Morning Tea on a 10-Mile Diet

Another lesson of 10-mile eating: To get your needs met you have to say what they are, and give your neighbors a chance to help you.

When I got home late last night, Tricia had put my first food in my fridge. Talk about service. And a loving note on my counter.

I woke full of curiosity. How will this go? The first challenge out of the gate: milk for tea. I haven’t set up my weekly half gallon from my local cow yet. I don’t expect Tricia-like deliveries. I do need to go right to the source, so to speak. This cow is inside my 10 miles. But I knew my friendly neighbor would have some 10-mile milk from her source, so I broke one more “don’t ask” barrier of Pacific Northwest social reserve and called. Before I could get something decent on over my nightgown, she was at the door with a pint of the most delicious milk.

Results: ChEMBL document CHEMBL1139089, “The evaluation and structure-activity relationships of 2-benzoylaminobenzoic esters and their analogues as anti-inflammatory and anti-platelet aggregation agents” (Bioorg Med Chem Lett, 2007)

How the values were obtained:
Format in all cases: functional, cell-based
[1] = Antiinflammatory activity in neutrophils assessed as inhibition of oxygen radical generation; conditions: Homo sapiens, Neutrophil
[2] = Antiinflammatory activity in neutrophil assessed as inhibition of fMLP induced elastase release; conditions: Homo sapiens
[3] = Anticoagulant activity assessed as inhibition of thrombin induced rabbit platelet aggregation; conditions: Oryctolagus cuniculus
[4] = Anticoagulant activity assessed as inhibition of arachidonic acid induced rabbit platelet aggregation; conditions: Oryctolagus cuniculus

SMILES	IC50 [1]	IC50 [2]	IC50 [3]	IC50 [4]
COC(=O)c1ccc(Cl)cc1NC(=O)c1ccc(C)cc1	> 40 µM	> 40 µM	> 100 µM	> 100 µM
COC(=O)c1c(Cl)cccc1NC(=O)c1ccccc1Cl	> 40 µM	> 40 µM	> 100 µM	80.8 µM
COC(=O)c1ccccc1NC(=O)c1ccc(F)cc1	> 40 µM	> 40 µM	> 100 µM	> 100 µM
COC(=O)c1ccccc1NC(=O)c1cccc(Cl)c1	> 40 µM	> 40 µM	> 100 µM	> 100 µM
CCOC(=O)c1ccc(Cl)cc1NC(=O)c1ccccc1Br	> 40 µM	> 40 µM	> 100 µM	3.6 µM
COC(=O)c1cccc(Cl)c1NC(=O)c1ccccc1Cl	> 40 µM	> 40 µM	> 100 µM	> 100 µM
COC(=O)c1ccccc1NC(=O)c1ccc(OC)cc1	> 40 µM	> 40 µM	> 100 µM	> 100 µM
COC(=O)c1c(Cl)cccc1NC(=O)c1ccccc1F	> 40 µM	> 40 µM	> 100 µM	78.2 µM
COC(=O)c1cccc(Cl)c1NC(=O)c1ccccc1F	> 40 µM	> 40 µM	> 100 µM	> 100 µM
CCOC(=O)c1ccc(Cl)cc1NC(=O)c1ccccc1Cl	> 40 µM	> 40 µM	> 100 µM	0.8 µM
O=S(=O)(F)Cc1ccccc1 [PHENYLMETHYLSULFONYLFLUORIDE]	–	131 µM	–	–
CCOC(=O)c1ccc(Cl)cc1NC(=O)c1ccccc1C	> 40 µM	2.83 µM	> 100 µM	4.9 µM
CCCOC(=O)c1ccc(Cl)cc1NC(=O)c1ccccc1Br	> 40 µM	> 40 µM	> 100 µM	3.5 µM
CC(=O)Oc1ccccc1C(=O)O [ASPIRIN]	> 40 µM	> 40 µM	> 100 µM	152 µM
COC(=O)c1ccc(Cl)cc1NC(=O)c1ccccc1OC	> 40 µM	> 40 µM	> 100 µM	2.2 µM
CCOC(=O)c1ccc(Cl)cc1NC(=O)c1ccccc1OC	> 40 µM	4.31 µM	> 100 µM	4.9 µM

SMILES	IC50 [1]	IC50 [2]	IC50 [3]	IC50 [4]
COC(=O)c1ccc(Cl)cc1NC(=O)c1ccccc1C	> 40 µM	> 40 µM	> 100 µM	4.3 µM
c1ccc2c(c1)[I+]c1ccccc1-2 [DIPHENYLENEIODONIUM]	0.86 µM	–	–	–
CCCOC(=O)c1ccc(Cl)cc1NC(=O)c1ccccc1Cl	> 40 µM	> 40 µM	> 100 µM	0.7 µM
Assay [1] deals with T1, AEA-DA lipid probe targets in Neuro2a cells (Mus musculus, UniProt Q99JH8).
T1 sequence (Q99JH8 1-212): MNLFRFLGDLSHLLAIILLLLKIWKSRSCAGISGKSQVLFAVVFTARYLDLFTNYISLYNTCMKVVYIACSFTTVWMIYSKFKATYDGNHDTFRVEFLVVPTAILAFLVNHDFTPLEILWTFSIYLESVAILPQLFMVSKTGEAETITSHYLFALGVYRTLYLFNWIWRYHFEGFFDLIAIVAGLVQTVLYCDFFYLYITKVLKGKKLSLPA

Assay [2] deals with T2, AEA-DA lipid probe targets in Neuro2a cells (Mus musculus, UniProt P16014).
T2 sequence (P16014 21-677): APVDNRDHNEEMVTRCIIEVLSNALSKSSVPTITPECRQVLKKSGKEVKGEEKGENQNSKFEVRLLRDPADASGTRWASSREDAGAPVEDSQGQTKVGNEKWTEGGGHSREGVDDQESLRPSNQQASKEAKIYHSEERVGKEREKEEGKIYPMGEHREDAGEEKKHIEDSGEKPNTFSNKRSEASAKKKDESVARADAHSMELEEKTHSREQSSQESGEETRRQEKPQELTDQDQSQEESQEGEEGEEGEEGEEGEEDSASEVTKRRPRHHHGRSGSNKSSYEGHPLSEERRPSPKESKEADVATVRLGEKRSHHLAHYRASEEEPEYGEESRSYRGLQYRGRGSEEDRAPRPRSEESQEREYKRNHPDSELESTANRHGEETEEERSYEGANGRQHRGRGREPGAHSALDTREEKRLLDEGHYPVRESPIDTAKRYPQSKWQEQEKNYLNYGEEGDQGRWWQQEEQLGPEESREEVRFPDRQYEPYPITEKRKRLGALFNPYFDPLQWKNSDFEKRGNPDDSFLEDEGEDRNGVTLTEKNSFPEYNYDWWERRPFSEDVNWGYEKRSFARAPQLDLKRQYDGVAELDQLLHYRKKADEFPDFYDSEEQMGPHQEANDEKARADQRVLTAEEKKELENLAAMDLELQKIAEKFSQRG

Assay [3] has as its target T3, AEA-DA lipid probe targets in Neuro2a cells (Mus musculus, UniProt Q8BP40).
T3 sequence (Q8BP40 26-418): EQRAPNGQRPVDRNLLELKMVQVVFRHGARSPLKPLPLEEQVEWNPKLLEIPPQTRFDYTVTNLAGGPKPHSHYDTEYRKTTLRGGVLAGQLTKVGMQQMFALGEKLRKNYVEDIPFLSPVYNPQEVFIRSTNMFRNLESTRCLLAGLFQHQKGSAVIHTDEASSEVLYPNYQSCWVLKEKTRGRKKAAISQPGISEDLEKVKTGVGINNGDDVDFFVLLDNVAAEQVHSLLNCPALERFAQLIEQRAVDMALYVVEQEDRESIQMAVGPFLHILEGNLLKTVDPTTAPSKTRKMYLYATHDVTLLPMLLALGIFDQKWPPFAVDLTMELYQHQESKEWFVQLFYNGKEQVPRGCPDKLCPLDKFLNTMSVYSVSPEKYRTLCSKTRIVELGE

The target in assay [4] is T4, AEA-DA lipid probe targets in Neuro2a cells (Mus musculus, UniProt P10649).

So goes another lesson of 10-mile eating: You have to be in relationship to pull it off. You can’t “just go to the store” and pay some U.S. dollars and skulk home with nary a conversation. And in relationship, you have to be vulnerable. To get your needs met, you have to say what they are. And risk getting turned down. And stay in relationship anyway.

So this diet isn’t just what goes into my mouth. It’s strengthening the web I am part of.


  • from Vicki's blog about her 10-mile diet.
  • : When dollars are scarce, timebanks help neighbors swap skills, instead.
  • : When the internet connects gardeners with available land, surprising things can happen.
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